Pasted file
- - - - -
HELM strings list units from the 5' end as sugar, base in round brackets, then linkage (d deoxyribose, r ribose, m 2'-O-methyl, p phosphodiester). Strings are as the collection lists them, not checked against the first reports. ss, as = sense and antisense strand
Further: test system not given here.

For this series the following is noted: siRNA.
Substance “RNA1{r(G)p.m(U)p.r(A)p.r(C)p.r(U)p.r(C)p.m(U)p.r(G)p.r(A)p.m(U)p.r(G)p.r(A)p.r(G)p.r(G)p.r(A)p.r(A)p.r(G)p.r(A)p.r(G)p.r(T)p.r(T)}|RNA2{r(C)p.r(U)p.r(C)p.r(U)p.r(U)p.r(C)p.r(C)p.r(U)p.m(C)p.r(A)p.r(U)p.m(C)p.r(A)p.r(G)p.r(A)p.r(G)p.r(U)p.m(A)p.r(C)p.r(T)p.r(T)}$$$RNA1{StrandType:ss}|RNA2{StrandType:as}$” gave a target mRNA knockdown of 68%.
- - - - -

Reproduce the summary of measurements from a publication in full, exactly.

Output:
HELM strings list units from the 5' end as sugar, base in round brackets, then linkage (d deoxyribose, r ribose, m 2'-O-methyl, p phosphodiester). Strings are as the collection lists them, not checked against the first reports. ss, as = sense and antisense strand
Further: test system not given here.

For this series the following is noted: siRNA.
Substance “RNA1{r(G)p.m(U)p.r(A)p.r(C)p.r(U)p.r(C)p.m(U)p.r(G)p.r(A)p.m(U)p.r(G)p.r(A)p.r(G)p.r(G)p.r(A)p.r(A)p.r(G)p.r(A)p.r(G)p.r(T)p.r(T)}|RNA2{r(C)p.r(U)p.r(C)p.r(U)p.r(U)p.r(C)p.r(C)p.r(U)p.m(C)p.r(A)p.r(U)p.m(C)p.r(A)p.r(G)p.r(A)p.r(G)p.r(U)p.m(A)p.r(C)p.r(T)p.r(T)}$$$RNA1{StrandType:ss}|RNA2{StrandType:as}$” gave a target mRNA knockdown of 68%.